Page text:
Korean War veteran Army Cpl. Ray K. Lilly, 18, of Matoaka, West Virginia. Lilly”s remains were accounted for on Sept. 26, 2023.

Korean War veteran Army Cpl. Ray K. Lilly, 18, of Matoaka, West Virginia. Lilly”s remains were accounted for on Sept. 26, 2023. (DPAA)

PRINCETON, W. Va. (Tribune News Service) — Over 70 years after he died overseas while serving his country, a young man will be coming home to West Virginia for his funeral and final rest.

Corporal Ray Kirby Lilly, known to his family as Kirby, was a resident of the Mary’s Branch community near Matoaka when he left home to join the Army in May 1950. In June that same year, the Korean War began.

Kirby was assigned to the 8th Cavalry Regiment of the 1st Cavalry Division, according to Army records. During the Battle of Unsan, Kirby’s unit held off the attacking Chinese forces so other units could escape the enemy troops that were threatening to overwhelm them.

His unit was overrun and cut off, but they kept fighting until they ran out of ammunition and were forced to surrender. Kirby and other members of his regiment were taken to a prisoner of war camp in North Korea where he later died. His fellow Americans buried him near the camp. When he was listed as missing in action on Nov. 2, 1950, he was 17 years and 11 months old.

Kirby was the only son of the late Lake and Cordy Foley Lilly and he had four sisters named Eva, Norma, Carol Louise and Patricia. For decades, his family did not know where his remains were located, but this changed on Oct. 2, 2023 when his family was notified that a DNA laboratory in Hawaii had positively identified his remains.

On Feb.28, a representative of the Army from the Defense POW/MIA Accounting Agency came to Princeton and met with Kirby’s family to share a detailed report from the agency’s laboratory. Besides information about the DNA identification process, the report offered details about what happened to Kirby after he was captured with his fellow soldiers.

According to the report, Corporal Ray Kirby Lilly died at POW Camp 5 on the Pyoktong Peninsula in North Korea.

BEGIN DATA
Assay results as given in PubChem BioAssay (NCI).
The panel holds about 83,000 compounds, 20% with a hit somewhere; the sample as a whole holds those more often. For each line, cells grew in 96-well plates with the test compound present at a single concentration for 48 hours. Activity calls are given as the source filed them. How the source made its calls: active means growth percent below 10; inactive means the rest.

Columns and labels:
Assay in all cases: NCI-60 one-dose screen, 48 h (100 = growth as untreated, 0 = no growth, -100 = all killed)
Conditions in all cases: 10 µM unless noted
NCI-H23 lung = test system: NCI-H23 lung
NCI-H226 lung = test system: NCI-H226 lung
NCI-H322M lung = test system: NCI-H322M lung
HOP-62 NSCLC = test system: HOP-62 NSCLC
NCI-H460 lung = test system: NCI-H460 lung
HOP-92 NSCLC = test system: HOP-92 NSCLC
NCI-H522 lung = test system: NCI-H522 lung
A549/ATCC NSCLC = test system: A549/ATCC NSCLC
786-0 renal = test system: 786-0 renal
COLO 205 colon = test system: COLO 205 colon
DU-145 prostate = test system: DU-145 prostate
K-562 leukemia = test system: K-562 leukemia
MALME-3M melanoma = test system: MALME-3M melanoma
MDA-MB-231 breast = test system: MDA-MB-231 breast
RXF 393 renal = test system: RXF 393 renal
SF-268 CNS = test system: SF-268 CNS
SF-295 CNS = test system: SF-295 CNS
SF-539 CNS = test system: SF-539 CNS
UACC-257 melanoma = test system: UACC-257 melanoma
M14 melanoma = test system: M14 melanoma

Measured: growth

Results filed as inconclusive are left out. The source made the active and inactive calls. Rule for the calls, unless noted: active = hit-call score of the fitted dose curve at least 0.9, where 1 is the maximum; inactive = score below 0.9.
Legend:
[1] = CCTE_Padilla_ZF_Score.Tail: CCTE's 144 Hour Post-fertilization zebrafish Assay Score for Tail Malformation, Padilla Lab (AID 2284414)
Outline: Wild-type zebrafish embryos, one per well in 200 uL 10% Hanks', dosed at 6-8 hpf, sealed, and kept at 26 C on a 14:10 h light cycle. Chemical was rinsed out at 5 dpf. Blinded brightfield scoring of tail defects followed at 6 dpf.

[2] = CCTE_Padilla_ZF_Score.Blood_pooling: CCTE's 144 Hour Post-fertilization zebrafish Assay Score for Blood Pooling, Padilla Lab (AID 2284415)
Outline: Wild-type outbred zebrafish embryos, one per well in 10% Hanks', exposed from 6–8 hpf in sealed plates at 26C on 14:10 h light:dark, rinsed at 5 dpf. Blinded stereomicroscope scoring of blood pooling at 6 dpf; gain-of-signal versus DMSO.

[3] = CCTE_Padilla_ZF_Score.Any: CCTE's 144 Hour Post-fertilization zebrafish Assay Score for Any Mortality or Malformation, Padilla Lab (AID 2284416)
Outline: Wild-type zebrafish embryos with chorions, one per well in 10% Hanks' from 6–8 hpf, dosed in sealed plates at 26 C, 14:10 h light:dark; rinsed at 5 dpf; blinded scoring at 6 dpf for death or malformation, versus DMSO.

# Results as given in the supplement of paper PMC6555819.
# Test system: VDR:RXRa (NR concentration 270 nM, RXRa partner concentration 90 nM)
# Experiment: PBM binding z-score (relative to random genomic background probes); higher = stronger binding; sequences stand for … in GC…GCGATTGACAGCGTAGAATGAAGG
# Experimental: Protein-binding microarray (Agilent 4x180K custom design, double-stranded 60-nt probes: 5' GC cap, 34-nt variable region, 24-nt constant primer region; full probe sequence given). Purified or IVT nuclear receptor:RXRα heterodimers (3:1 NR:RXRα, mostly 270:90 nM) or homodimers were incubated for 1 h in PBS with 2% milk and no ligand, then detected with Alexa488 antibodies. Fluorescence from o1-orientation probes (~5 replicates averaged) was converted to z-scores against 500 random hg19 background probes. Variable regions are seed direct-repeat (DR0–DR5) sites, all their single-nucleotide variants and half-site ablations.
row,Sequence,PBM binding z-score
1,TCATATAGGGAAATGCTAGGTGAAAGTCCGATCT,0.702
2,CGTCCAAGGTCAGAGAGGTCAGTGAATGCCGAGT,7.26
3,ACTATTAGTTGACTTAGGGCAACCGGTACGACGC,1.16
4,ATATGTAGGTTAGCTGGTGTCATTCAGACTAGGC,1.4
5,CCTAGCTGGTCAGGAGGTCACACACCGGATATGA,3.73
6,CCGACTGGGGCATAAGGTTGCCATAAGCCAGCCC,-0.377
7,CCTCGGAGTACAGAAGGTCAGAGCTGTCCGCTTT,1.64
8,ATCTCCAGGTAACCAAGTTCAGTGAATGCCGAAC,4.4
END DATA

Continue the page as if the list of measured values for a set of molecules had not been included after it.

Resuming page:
After the war, repatriated American POWs indicated that he had died in Camp 5 in either January or February 1951. Witnesses claimed that he had suffered from dysentery, pneumonia and malnutrition. The Army declared him dead as of Feb. 28, 1951, the latest date he could have been alive based on witness statements. On Jan. 16, 1956, the Department of the Army determined that Corporal Ray Kirby Lilly’s remains to be nonrecoverable after he remained unaccounted-for after the war.

Exactly when Kirby’s remains were returned to the United States was at first unclear. President Donald Trump visited North Korea in 2018 and recovering American remains still in that country was one result of that summit.

About 150 sets of remains were brought out of North Korea and it was thought that Kirby’s remains could have been among them. The Army later determined that they had been returned to the United States years earlier.

In 1954, the opposing nations in the Korean War reached an agreement to exchange war dead, according to the report. During this exchange, known as Operation GLORY, remains were transported to the Central Identification Unit in Kokura, Japan for processing and identification.

“One set of Unknown Remains, designated X-14682, was reportedly recovered in Pykotong, North Korea, and could not be identified after analysis,” according to the report. “The remains were ultimately interred as a Korean War Unknown in the National Cemetery of the Pacific in Honolulu, Hawaii, in 1956.”

One family member, Andi Fleming of Princeton, said the report helped bring many of the “puzzle pieces” about Kirby together. Former POWS remembered Kirby and how he was from a place called Matoaka in West Virginia. One soldier remembered the town as “Matoaki.”

The family met with the Army representative on Feb. 28, the same day Kirby was declared dead in 1951. The meeting was also the time when they learned he was brought back to the United States years ago to the military cemetery often referred to as “The Punch Bowl.”

“That was very comforting, that he was on American soil all these years,” she said.

A full military funeral service for Cpl. James Kirby Lilly will be conducted May 18 at the Memorial Funeral Directory near Princeton.

Then a young soldier named Kirby will finally be home.

(c)2024 the Bluefield Daily Telegraph (Bluefield, W.Va.)

Visit the Bluefield Daily Telegraph

Distributed by Tribune Content Agency, LLC.

Sign Up for Daily Headlines

Sign up to receive a daily email of today's top military news stories from Stars and Stripes and top news outlets from around the world.

Sign Up Now